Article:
It is only natural for Pennsylvania parents to want to protect their children from harm, but many of them also rush out to buy every new toy that comes onto the market. Although the Consumer Product Safety Commission tries to prevent dangerous toys from landing on the shelves, some are only identified as hazardous after thousands of them have been sold. Vigilance by parents is required to keep their children safe and avoid the need for filing products liability lawsuits.
Reportedly, the CPSC recalled over 6.5 million individual toys — in about 30 recalls — over the past year, and although it is necessary to keep a lookout for toys that are recalled, parents may not be aware that they might already have a toy in their home by the time the recall is announced. Furthermore, toys bought online, and even at car boot sales, can put children in danger. The CPSC’s safety standards include size requirements of toys and their parts, toxic substance limits, choking hazards, warning labels, noise levels, and accessibility of batteries and magnets.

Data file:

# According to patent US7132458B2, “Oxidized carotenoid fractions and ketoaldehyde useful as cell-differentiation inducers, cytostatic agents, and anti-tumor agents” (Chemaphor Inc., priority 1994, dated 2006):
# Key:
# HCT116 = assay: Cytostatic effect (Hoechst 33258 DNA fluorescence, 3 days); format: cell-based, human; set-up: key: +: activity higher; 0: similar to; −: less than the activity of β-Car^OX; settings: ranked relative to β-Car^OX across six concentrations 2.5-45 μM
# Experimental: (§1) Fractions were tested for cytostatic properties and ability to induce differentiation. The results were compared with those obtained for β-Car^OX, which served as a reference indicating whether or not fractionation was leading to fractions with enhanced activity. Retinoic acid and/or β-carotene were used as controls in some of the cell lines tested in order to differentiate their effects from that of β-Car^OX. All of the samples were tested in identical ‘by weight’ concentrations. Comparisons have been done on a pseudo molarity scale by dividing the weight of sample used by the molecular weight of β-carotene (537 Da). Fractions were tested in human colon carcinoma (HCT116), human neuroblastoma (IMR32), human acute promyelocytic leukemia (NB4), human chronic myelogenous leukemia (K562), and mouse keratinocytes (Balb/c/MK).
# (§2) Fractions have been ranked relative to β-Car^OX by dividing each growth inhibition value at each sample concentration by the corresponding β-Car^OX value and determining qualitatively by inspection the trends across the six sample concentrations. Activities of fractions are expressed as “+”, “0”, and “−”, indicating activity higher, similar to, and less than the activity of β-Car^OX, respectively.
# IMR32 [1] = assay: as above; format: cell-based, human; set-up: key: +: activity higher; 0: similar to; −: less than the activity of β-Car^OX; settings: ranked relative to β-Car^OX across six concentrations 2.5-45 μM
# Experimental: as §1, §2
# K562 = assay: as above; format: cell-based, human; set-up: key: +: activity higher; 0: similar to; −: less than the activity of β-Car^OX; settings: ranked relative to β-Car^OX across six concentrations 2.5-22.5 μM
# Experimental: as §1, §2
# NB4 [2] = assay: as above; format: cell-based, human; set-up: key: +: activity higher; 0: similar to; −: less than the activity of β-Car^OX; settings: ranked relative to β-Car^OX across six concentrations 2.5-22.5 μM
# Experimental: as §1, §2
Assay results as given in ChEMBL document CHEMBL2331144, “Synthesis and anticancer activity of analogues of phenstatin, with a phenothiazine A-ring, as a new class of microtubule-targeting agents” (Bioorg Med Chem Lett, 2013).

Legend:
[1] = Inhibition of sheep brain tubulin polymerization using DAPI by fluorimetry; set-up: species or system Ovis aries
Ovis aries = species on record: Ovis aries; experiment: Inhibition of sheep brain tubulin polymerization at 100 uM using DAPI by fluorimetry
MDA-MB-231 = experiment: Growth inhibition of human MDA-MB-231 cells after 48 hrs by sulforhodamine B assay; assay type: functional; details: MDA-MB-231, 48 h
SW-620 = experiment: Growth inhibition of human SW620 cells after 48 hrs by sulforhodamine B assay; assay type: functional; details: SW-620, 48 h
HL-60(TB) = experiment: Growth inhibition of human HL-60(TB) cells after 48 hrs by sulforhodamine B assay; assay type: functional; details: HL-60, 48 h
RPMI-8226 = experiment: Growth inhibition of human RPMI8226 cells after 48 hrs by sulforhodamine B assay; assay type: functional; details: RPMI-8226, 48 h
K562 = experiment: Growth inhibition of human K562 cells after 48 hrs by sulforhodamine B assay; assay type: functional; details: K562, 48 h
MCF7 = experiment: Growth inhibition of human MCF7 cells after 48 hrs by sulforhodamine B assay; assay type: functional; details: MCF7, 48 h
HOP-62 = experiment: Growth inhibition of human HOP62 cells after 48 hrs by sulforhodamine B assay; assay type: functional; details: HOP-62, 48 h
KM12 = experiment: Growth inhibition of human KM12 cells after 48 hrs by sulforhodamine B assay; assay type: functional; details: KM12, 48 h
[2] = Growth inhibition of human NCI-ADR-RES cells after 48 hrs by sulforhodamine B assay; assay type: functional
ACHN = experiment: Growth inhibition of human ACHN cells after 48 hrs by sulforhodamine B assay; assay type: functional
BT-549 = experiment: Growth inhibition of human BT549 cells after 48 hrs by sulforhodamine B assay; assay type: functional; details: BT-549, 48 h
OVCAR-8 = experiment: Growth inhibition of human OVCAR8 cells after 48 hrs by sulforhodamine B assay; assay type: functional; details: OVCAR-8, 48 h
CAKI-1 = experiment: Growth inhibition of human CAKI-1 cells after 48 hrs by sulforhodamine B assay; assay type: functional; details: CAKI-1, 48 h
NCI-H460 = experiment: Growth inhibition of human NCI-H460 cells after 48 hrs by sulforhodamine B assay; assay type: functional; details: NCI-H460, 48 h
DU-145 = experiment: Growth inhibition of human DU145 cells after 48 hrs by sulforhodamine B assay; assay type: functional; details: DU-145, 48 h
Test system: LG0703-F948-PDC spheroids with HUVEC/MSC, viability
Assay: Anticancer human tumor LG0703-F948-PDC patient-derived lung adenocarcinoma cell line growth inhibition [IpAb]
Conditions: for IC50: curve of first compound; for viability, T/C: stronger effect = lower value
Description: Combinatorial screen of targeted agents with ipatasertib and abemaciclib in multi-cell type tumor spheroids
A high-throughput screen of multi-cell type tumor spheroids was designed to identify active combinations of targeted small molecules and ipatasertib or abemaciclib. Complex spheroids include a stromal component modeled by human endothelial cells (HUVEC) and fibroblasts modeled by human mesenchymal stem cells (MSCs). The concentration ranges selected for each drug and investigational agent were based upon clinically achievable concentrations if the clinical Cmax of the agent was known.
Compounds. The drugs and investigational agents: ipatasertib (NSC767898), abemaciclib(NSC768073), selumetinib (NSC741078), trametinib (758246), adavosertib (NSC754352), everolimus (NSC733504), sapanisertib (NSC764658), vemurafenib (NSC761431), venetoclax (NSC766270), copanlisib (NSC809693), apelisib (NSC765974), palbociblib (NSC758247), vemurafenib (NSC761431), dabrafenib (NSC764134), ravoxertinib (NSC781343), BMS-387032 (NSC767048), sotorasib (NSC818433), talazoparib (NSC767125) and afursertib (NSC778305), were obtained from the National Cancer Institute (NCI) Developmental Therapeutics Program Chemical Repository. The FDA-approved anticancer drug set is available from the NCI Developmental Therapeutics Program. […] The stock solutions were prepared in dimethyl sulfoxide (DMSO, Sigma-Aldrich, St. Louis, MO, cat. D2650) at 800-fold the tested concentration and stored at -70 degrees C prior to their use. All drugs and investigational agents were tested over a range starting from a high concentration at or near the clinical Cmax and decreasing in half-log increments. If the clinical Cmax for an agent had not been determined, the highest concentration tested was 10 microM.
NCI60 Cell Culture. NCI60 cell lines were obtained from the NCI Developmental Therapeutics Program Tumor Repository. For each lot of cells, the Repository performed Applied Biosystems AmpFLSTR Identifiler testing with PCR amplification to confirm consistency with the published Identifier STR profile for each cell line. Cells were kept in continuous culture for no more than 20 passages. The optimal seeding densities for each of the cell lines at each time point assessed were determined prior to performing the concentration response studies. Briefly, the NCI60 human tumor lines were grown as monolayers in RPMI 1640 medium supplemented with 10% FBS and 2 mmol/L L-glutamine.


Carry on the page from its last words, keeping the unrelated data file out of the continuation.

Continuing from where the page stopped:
Going into the holidays — a time when parents typically want to make their children happy by buying the latest releases in toys — it may be wise first to check recent recalls and other warnings about risky toys. Some of the risks this year include the presence of dangerous levels of lead, balloons that pose choking hazards with no warnings on the labels, small detachable parts and computerized toys that could violate the privacy of children. Detailed information is freely available online.
Pennsylvania parents whose child was injured by a dangerous toy may be unsure about the viability of a lawsuit to recover damages. They can consult with an experienced products liability attorney who can assess the case and explain their rights. If they have grounds to sue, the lawyer can help them to establish negligence and determine whom to name as defendants when they pursue recovery of financial and emotional damages.
Source: uspirgedfund.org, “Trouble In Toyland“, Dev Gowda, Kara Cook-Schultz and Ed Mierzwinski, Accessed on Dec. 6, 2017